MIAMI -- Seranthony Domínguez was driving home from a triple A game Friday night in Allentown when his phone rang.
The Phillies were calling him up.
“I was really happy,” the hard-throwing reliever said Saturday. “I’m happy to be back. I know maybe I can’t help this year, but I’m here.”
The Phillies recalled Domínguez and placed reliever Connor Brogdon back on the injured list with a right groin strain that has not yet healed. Domínguez will pitch here Sunday in the Phillies’ season finale against the Miami Marlins, according to manager Joe Girardi, completing a 14-month comeback from Tommy John elbow surgery.
Domínguez spent the last two months in the minors, initially on a rehab assignment and then with triple-A Lehigh Valley. And although his elbow held up to the rigors of pitching again, it took a while for him to re-learn everything else.
When Domínguez began his rehab assignment at high-A Jersey Shore, it had been 790 days since his last major-league appearance and 513 since he walked off the mound in spring training of 2020. He laughed when he recounted the feeling of being back on the mound again in a game situation.
“I forgot how to pitch,” he said. “I completely forgot. The way that you step on the mound, you move a little forward or back on the rubber. It takes time. That’s the rehab process.”
Domínguez struggled at the outset, particularly with his command. He gave up 15 hits and six walks in 10 innings over his first 10 appearances. But his last nine appearances have been better. He allowed seven hits and six walks in 10 1/3 innings for the triple-A Iron Pigs, posting a 2.61 ERA.
“Seranthony’s worked really hard to get to this point,” Girardi said. “We think that it’s good for him in what he’s done to be back here.”
Domínguez figures to be in the mix for a spot in the Phillies’ bullpen in spring training. Ian Kennedy, Héctor Neris, and Archie Bradley are eligible for free agency, leaving president of baseball operations Dave Dombrowski to shop for late-inning help again this offseason. But Domínguez, Brogdon, lefty José Alvarado, and right-hander Sam Coonrod figure to be back, with lefty JoJo Romero returning at some point from Tommy John surgery.
“I like what we’re raising here and we need to continue to do that,” Girardi said. “We need more. We need to continue to develop more.”
Domínguez will give the Phillies a sneak peek Sunday. He said his fastball has reached 96-97 mph, still a tick below his 98.1 mph and 97.4 mph averages in 2018 and 2019, respectively, when he came on the scene as a potential future closer.
“The velocity is not like it was before in my first year, but it’s not bad,” Domínguez said. “I feel good. I feel confident. I’ll keep working hard in the offseason, work on my body, get stronger, and keep my mind strong for whenever they need me. I just want to be ready.”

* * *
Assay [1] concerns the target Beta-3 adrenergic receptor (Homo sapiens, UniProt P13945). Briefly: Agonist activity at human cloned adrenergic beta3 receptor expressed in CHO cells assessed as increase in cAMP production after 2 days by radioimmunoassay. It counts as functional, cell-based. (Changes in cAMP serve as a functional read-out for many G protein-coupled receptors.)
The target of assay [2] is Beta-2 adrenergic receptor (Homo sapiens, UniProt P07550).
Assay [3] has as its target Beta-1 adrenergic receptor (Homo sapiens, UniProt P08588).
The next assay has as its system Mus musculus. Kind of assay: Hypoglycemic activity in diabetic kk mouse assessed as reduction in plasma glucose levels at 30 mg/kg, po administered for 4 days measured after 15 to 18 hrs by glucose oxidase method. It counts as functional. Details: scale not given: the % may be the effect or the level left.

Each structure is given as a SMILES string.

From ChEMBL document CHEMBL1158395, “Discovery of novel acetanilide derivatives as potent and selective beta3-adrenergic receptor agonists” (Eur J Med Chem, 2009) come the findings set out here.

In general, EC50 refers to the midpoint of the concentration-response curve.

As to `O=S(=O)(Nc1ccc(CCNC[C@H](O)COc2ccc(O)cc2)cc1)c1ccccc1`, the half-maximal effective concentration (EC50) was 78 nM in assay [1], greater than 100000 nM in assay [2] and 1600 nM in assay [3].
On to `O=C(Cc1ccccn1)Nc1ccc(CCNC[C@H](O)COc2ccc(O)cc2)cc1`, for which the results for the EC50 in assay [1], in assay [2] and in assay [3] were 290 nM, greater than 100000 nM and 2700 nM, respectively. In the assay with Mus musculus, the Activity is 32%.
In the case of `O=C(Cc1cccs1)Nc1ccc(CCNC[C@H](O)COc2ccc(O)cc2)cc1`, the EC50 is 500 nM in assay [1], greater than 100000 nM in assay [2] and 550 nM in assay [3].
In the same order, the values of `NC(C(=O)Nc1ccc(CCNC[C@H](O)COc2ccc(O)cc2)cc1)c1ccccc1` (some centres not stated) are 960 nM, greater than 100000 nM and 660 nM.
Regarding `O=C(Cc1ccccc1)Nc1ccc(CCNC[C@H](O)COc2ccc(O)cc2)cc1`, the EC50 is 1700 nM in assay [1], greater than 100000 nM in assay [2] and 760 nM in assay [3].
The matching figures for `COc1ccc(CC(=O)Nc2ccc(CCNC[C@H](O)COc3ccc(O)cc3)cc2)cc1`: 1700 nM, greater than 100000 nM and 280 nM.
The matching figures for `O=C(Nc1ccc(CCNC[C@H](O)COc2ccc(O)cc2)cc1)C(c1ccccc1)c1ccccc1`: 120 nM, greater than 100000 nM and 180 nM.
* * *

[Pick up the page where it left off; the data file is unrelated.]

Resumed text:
Enough was enough
Zack Wheeler didn’t quarrel with the Phillies’ decision to not have him start Sunday. If anything, he co-signed it.
“I just think he knows there’s some fatigue there,” Girardi said. “He sought advice and he was comfortable [sitting out]. I said, ‘OK, great. I am, too.’ But if he really wanted to pitch, I wouldn’t have held him back. I told him, ‘We want this to come from you and what you think is best.’”
Wheeler will finish the season with 213 1/3 innings pitched, most in the majors and 9.2% more than his previous career high of 195 1/3 in 2019. The Phillies lined him up to start the series finale in case they needed to win to stay alive in the playoff race or clinch the NL East title. Once they were eliminated from contention Thursday night in Atlanta, it didn’t make much sense for him to pitch.
Girardi admitted there’s “concern” about what the innings toll could mean for Wheeler next season. But because he averaged 196 innings in the last three full seasons, the Phillies believe he will be able to handle the residual effect of the workload.
“It kind of surprised me, to be honest, how good I felt this year,” Wheeler said last week. “The game’s changing. We all know that. They rely a lot more on the bullpen these days, so a lot of guys have shorter leashes. You want to go 200 [innings] because that’s what you saw growing up, right? You want to do that. It’s always been my goal.”
After going 1-for-3 Saturday night, backup catcher Andrew Knapp is batting .156, the lowest average for a Phillies player with at least 150 plate appearances in a season since Don Casey (.152 in 1886). ... Jean Segura (back) missed a second consecutive game but felt “better than he was [Friday],” according to Girardi, who said the second baseman might be able to start Sunday. ... With lefty Jesús Luzardo on the mound for the Marlins, the Phillies stacked the lineup with righties, including Alec Bohm at third base and Matt Vierling in center field. “I want to see them do their thing,” Girardi said. ... The Phillies haven’t named a starter for Sunday, but it will be right-hander Adonis Medina or lefty Bailey Falter.